Did you notice what happened this morning amidst all the hoopla about the Dow's highest finish since May 2008 and the S&P 500 heading for its 11th positive close of the past 13 sessions? I'll tell you what happened: the July 27 gap and island reversal. As I noted in last Friday's column, that level was expected to stall prices -- and stall prices it did.
The S&P made a new multi-month high of 1333.47, about 1.5 points above its July 27 gap at 1331.94. It has now pulled back to fill the opening gap at 1326.06, and then some. So far, it's declined about 13 points from the early highs to 1320.55, or about 1%. (The chart below only shows the pullback to 1322.35, though since the chart was generated at about 12 p.m. EST, and the market has since sold off some more.)
The E-Mini futures -- which also filled its July 27 gap at the 1326.25 level and aborted its island -- has now pulled back 13.5 points from the highs to 1316.25. That's no collapse, certainly. But, as expected, this level has stalled prices, just as it should have done. (Here, as well, the chart only shows a pullback to the lows of 1318 as of about 12 p.m., and since then the futures have traded a bit lower, to 1316.25).
Another reason for the little pullback from the highs, and another reason to look for some stalling in the vicinity of that gap, is the increasingly overbought condition. On Wednesday, the McClellan Oscillator hit its most overbought reading of the past few months, reaching a higher high of plus 174.40 at the close.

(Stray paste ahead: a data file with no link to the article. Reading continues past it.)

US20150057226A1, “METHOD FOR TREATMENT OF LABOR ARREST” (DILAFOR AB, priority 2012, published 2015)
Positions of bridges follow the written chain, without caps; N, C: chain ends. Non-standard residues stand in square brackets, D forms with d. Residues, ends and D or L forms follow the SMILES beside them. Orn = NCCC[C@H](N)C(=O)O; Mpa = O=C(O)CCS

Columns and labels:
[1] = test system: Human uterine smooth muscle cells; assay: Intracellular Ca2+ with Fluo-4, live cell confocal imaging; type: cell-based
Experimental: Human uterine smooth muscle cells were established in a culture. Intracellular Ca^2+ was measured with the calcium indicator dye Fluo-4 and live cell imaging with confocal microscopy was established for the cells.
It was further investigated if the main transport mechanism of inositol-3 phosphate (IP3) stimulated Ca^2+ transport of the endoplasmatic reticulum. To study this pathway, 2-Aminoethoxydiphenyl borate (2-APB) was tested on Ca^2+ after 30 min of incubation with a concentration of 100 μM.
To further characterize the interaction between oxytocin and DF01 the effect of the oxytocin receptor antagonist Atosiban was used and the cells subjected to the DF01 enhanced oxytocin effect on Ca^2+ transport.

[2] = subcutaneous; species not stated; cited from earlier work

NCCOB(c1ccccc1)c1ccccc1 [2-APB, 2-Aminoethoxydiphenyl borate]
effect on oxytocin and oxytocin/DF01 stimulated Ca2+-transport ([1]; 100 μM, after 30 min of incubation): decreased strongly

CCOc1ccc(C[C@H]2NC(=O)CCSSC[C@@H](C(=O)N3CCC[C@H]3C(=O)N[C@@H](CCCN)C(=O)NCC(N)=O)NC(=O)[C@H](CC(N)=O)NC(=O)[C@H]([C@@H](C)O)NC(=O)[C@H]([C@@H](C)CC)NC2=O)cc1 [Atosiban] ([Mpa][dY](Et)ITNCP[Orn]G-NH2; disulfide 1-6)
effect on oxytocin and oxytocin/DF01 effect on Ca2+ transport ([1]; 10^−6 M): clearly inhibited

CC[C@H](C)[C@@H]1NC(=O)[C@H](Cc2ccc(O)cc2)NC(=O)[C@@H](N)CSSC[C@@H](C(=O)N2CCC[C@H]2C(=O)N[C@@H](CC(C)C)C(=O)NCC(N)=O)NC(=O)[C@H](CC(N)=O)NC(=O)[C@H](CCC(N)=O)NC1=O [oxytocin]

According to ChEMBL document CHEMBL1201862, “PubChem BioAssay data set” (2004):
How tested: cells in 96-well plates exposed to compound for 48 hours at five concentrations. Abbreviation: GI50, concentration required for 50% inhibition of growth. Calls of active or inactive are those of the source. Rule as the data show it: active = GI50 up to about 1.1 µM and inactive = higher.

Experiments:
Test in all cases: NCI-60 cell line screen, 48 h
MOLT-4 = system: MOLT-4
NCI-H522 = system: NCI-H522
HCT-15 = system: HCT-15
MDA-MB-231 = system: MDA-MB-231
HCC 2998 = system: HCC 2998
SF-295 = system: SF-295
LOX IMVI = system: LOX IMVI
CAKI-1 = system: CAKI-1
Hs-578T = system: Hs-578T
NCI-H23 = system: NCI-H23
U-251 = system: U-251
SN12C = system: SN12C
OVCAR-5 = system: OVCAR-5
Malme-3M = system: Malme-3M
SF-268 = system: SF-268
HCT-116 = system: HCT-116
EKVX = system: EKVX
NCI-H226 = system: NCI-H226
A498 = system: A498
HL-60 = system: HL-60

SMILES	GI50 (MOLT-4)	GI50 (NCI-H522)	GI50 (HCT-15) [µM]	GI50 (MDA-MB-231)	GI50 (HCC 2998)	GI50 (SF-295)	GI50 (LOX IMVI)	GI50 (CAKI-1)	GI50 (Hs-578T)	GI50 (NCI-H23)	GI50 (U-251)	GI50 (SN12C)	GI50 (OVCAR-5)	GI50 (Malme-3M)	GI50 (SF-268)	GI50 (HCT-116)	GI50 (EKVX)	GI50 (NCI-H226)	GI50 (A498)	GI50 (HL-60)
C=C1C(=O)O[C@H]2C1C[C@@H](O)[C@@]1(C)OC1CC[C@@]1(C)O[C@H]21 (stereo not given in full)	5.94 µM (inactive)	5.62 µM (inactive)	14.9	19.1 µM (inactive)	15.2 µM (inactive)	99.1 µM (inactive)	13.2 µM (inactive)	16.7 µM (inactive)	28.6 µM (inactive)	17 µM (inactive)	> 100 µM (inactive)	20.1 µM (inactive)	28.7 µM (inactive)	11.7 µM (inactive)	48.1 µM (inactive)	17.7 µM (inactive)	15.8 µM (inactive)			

Then, on the sentiment front, we're seeing the usual froth at highs occurring at precisely the time when traders should be thinking "pullback." Of course, when it's on the highs they just think, "higher." An indication of this froth, and yet another reason for Thursday's pullback from the high, is the CBOE Volatility Index (VIX). The indicator scored new multi-month lows this morning at 16.80.
As for my trading this morning, I did correctly recommend to my futures subscribers that we wanted to get short at 1327.75 in the SPDR S&P 500 (SPY) futures, as the gap in the cash index was getting filled. However, I missed my price in a bunch of options trades in which I was trying to sell call premium in the out-of-the-money February $134 and $135 calls. Then, despite my best intentions to take profits in some remaining S&P positions at Rydex (mutual funds), the market had already pulled back to unchanged by the time of the morning pricing at 10:45 a.m., so I did nothing there.
I am still in overall bullish positions, but not with a great deal of exposure, and looking to establish some additional bearish credit spreads in the out-of-the-money SPY calls to offset some bullish bets. A move above the morning highs will point higher. But, until then, the vicinity of the July 27 gaps marks important resistance and must be respected as such. As such, I will continue to view it as the ideal level to sell into.